At a product experience in Las Vegas yesterday, The North Face unveiled FUTURELIGHT, a new breathable waterproof material that the brand says will “revolutionize the future of technical fabrics.” The material was developed using sustainable practices, says TNF, and an innovative Nanospinning technology that allows the brand’s designers to add unprecedented air permeability into the membrane of a fabric for the first time.
“Right now, the expectation from a waterproof product is something loud, crunchy, muggy and unpackable. With FUTURELIGHT we can theoretically use the technology to make anything breathable, waterproof and for the first time, comfortable,” Global General Manager of Mountain Sports at The North Face Scott Mellin said. “Imagine a waterproof t-shirt, sweater or even denim that you actually want to wear. Today we start with jackets, tents and gloves, but the possibilities could be endless.”
The process creates Nano-level holes, allowing for porosity while still maintaining total waterproofness, letting air move through the material and provide more venting than ever before, TNF executives explained. Nanospinning gives designers the ability to adjust weight, stretch, breathability, durability, construction (knit or woven), and texture to match athletes’ and consumers’ activity or environment. Designers can customize the fabric for specific usage, for example, by increasing breathability in garments for aerobic pursuits or increasing protection for harsh, wet climates.
These advances also have allowed the brand to responsibly create three-layer garments through use of recycled fabrics and production that cuts chemical consumption, all while being produced in a cleaner, solar-powered factory.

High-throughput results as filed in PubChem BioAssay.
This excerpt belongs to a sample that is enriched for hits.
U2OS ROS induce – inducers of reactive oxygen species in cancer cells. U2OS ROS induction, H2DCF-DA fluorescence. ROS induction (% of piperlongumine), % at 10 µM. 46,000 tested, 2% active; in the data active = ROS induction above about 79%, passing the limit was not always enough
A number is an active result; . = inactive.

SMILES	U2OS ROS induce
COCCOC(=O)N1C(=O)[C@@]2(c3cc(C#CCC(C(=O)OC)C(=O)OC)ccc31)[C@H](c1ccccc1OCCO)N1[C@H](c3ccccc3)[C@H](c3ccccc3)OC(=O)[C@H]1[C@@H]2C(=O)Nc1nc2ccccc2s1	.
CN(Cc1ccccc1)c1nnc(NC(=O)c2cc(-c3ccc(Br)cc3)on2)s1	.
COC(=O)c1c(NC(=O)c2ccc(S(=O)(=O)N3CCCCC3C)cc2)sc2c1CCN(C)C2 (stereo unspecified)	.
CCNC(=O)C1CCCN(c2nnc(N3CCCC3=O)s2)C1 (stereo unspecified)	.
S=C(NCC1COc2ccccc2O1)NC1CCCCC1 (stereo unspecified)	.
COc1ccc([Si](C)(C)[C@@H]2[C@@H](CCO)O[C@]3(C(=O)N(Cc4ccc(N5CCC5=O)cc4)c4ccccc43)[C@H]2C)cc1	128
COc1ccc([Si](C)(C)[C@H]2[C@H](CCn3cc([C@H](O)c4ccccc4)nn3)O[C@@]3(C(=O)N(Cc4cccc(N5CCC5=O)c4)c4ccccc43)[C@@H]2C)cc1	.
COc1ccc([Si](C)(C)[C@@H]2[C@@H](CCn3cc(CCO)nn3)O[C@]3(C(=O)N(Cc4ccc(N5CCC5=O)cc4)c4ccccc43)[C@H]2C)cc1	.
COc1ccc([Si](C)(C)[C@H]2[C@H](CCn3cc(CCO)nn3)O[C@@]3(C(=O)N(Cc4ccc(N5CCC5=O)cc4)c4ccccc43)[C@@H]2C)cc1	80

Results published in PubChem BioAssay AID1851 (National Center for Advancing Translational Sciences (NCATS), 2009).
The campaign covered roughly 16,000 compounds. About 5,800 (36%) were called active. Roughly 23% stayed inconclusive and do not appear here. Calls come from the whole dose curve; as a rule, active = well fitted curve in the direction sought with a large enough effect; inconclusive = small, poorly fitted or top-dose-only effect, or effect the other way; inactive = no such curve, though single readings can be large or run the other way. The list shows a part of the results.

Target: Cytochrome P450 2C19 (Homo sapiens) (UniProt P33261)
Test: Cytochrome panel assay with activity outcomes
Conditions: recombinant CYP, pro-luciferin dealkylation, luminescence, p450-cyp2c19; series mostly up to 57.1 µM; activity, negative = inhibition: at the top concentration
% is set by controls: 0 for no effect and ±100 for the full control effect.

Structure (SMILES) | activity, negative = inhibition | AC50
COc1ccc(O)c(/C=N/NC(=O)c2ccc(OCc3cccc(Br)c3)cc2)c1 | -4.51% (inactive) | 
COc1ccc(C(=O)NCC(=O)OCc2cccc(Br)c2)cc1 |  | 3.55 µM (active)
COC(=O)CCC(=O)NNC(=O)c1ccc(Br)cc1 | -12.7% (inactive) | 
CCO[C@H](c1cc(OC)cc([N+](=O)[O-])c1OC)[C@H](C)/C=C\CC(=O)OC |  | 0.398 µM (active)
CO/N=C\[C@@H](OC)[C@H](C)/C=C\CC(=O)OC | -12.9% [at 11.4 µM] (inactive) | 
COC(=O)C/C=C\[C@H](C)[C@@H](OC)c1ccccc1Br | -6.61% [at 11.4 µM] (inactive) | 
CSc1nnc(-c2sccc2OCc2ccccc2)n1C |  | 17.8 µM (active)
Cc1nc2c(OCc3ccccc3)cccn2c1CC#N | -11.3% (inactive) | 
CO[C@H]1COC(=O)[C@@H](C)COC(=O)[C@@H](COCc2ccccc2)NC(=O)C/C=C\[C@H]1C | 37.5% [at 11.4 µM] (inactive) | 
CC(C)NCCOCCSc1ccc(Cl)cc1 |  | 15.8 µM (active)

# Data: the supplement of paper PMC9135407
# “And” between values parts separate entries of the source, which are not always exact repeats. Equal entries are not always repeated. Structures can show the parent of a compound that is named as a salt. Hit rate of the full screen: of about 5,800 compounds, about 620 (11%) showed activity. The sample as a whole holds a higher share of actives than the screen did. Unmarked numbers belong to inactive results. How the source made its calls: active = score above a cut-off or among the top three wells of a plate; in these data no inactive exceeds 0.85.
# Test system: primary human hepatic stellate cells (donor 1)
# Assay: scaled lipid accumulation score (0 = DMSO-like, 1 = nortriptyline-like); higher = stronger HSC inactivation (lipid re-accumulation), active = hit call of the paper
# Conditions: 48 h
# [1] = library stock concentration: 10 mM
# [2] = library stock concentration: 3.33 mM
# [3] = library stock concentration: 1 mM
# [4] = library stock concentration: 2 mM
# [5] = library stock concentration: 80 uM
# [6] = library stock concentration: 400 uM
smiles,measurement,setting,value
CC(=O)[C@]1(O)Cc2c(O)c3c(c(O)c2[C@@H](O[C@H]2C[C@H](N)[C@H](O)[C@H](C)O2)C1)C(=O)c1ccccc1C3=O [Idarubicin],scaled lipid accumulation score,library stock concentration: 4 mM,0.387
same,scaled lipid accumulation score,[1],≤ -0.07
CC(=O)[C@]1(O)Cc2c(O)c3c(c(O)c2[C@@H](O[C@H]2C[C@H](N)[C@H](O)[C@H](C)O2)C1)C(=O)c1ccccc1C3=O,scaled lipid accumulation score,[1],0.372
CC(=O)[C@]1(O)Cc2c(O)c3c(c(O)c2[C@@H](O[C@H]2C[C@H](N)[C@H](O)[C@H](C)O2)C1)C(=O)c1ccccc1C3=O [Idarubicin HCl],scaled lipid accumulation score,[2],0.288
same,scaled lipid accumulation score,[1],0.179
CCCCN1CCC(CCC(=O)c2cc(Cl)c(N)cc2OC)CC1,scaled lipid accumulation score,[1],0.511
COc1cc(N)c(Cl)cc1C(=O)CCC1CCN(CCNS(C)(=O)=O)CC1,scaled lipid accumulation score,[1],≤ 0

“Disruption is one of the key elements in the DNA of The North Face brand. It is what our company was founded on and, to this day, we still believe that disruption is the key to future growth,” Mellin said.
“Our teams are constantly thinking about the future of our product technology portfolio and how we can push the limits to create the next best innovation for our athletes and consumers, which is how FUTURELIGHT came to life and why it will forever change what consumers expect from their product.”
The material has been tested extensively by the brand’s global athlete team and is expedition proven through use in the highest peaks and harshest environments, including the Himalayas’ Lhotse and Everestm, said TNF. While testing FUTURELIGHT fabric The North Face team alpinist, Jim Morrison climbed, and skied three 8000 Meter peaks 2018, including Everest, Cho Oyu and the world’s first descent of Lhotse Couilor with his partner Hilaree Nelson.
“During the past two years, our world class team of climbers, skiers, alpinists, snowboarders and trail runners has been rigorously testing FUTURELIGHT across every discipline to prove this technology in varying weather conditions and climates all over the world,” Nelson, The North Face athlete team captain, said. “In all my years in the mountains, I’ve never experienced a product that moved and performed as well as FUTURELIGHT. It is creating a new paradigm for what I expect out of a waterproof material.”
Beyond The North Face athletes internal testing labs, the brand worked with third-party independent experts including UL (Underwriters Laboratories). UL predominately tests waterproofing for the National Fire Protection Association (NFPA), an organization that certifies first responder gear for firefighters, EMS and hazmat responders. The test methods developed were 50 percent more stringent than the current standard for the outdoor industry.
“The liquid integrity test for FUTURELIGHT is even more extreme compared to the NFPA testing that UL conducts, proving FUTURELIGHT is not only totally waterproof, but also fit for the harshest expeditions the outdoors has to offer,” Michael Seward of Underwriters Laboratories said.
FUTURELIGHT fabric will first become available to consumers in The North Face’s Fall 2019 product line and will be featured across the brand’s pinnacle performance collections.